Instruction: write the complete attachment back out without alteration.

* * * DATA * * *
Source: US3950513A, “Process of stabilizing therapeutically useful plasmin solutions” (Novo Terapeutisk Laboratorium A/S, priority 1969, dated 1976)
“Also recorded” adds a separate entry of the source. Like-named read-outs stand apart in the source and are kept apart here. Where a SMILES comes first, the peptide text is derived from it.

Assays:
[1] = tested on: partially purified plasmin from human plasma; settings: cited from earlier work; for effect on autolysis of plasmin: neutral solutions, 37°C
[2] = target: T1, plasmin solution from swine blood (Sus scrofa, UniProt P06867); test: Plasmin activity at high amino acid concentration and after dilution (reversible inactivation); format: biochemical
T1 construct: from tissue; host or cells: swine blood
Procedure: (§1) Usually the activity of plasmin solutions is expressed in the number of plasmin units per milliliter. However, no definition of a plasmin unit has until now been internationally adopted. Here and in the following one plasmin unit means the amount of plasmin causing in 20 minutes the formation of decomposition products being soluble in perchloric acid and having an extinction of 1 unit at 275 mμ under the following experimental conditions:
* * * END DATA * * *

Source: US3950513A, “Process of stabilizing therapeutically useful plasmin solutions” (Novo Terapeutisk Laboratorium A/S, priority 1969, dated 1976)
“Also recorded” adds a separate entry of the source. Like-named read-outs stand apart in the source and are kept apart here. Where a SMILES comes first, the peptide text is derived from it.

Assays:
[1] = tested on: partially purified plasmin from human plasma; settings: cited from earlier work; for effect on autolysis of plasmin: neutral solutions, 37°C
[2] = target: T1, plasmin solution from swine blood (Sus scrofa, UniProt P06867); test: Plasmin activity at high amino acid concentration and after dilution (reversible inactivation); format: biochemical
T1 construct: from tissue; host or cells: swine blood
Procedure: (§1) Usually the activity of plasmin solutions is expressed in the number of plasmin units per milliliter. However, no definition of a plasmin unit has until now been internationally adopted. Here and in the following one plasmin unit means the amount of plasmin causing in 20 minutes the formation of decomposition products being soluble in perchloric acid and having an extinction of 1 unit at 275 mμ under the following experimental conditions: